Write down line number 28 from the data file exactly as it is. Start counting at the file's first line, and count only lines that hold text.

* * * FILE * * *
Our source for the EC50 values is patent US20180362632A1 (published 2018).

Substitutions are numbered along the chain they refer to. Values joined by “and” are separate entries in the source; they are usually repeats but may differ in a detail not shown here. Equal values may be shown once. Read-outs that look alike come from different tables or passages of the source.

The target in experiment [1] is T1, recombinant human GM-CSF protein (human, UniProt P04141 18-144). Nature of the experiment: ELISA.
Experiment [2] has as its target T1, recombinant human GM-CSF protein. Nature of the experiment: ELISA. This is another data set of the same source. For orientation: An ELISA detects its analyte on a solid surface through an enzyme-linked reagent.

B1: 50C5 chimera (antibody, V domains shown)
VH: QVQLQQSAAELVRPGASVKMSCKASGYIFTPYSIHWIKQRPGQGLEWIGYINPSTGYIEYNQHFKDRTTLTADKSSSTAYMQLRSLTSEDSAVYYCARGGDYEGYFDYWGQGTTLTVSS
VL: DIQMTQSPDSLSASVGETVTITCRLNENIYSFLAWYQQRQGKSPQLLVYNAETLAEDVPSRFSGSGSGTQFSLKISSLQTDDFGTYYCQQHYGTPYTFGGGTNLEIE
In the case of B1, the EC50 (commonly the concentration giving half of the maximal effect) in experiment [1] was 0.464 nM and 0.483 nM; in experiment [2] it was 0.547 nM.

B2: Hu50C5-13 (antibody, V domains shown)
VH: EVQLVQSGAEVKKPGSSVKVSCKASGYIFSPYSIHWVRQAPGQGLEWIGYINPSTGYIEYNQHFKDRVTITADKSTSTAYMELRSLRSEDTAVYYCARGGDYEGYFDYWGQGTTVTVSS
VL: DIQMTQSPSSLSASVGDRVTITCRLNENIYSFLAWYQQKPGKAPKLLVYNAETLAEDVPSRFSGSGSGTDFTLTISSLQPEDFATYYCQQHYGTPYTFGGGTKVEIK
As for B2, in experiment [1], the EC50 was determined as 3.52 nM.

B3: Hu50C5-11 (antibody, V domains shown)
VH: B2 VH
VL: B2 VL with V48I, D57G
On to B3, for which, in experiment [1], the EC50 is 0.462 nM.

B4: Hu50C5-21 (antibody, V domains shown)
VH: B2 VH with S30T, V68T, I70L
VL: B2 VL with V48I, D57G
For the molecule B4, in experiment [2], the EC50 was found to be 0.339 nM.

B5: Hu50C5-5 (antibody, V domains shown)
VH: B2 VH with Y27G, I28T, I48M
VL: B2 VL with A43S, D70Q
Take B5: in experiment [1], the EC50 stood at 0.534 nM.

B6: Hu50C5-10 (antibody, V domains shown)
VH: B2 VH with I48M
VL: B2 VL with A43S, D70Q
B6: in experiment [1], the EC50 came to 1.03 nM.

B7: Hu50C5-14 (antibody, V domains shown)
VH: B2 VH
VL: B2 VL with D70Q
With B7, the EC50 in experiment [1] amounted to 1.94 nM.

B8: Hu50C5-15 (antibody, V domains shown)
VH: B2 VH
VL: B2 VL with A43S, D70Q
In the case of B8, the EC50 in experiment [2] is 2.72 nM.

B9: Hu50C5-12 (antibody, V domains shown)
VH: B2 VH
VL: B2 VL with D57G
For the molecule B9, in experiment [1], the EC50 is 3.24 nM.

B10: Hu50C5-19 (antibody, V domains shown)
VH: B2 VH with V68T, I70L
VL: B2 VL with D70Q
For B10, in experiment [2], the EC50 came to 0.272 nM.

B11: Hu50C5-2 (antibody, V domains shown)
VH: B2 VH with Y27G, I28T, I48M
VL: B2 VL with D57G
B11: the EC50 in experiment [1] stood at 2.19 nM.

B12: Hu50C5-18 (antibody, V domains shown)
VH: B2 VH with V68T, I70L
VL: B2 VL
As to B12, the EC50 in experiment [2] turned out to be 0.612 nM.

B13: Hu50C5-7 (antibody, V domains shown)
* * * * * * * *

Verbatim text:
B6: in experiment [1], the EC50 came to 1.03 nM.